Traverse Theatre, Edinburgh
Meeting your granny for the first time in years can be full of surprises. So it goes for the young man in Umar Butt’s play whose life working in the family corner shop on Sauchiehall Street is leavened both by the banter with his fly Jamaican customer Alex and his excursions into amateur dramatic musicals. With his family away, it is left to him to granny-sit Eliza, who has flown in for what turns out to be a night of surprises and revelations of life and death adventures that took her to the place she learnt to call home.
Umar Butt plays a version of himself in his beautifully realised true story. From his own doorstep, it travels the world in its evocation of the traumas of migration following the partition of India and Pakistan in 1947. Here, the multiple forms of identity that resulted for a young girl who crossed personal and global borders makes her a liberated symbol of a world without walls. At the heart of this is the love story between Eliza and her accidental marriage to another Alex, which leads her eventually to a Glasgow flat and an old harmonium.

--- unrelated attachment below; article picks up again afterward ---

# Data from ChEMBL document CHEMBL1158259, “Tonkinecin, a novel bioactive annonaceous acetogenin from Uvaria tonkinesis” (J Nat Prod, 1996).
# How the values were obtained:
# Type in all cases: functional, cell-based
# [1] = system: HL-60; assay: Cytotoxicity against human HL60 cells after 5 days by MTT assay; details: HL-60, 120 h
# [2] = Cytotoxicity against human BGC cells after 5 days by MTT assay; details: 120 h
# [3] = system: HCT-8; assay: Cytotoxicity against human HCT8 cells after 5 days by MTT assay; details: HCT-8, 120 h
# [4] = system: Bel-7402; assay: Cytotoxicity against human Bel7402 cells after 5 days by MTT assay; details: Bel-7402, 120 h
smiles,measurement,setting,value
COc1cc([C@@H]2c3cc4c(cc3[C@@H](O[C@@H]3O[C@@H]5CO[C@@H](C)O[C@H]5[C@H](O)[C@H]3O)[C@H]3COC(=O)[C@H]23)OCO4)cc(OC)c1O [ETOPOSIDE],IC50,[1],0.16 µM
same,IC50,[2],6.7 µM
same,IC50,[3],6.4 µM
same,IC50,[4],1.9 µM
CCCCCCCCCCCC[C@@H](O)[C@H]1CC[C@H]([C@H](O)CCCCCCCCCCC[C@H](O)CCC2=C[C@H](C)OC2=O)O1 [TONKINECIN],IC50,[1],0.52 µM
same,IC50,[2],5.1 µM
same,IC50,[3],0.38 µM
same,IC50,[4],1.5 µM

All this is delivered in a charmingly engaging fashion in Butt’s own production for the ARC, Stockton, with the first half of Butt’s 75-minute opus engaging with the audience as each exchange is punctuated with a song or dance routine. This is just the sucker punch, however, for infinitely more serious things at play.
With Butt playing his own grand-father and Seweryna Dudzinska as Eliza, the play leaps across time as much as Hannah Sibal’s crate-based set. Danny Charles is a versatile foil as assorted extended family members, with the whole thing pulsed along by Laura Stutter’s live sound-scape. The result is a moving of-the-moment evocation, not just of the buried treasure in every family history, but of how events beyond one’s control can shape a life of everyday heroism beyond.
The Herald, November 14th 2019